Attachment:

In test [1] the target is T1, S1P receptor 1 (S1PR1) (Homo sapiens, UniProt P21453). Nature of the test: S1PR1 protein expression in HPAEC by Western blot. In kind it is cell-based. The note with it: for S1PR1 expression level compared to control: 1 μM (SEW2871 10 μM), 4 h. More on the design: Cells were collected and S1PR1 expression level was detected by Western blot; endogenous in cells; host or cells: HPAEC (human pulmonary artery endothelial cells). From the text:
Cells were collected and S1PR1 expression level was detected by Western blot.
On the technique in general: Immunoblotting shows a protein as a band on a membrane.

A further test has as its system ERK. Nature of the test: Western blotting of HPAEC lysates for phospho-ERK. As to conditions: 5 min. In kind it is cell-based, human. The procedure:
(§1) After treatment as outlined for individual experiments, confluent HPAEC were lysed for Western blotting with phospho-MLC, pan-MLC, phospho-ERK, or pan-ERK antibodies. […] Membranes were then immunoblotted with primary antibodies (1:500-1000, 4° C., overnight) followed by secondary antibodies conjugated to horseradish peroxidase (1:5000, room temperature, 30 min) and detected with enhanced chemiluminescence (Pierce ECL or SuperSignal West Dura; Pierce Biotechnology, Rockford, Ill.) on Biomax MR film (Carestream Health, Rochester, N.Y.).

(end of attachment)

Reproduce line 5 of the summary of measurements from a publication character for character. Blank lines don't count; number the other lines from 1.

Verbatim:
(§1) After treatment as outlined for individual experiments, confluent HPAEC were lysed for Western blotting with phospho-MLC, pan-MLC, phospho-ERK, or pan-ERK antibodies. […] Membranes were then immunoblotted with primary antibodies (1:500-1000, 4° C., overnight) followed by secondary antibodies conjugated to horseradish peroxidase (1:5000, room temperature, 30 min) and detected with enhanced chemiluminescence (Pierce ECL or SuperSignal West Dura; Pierce Biotechnology, Rockford, Ill.) on Biomax MR film (Carestream Health, Rochester, N.Y.).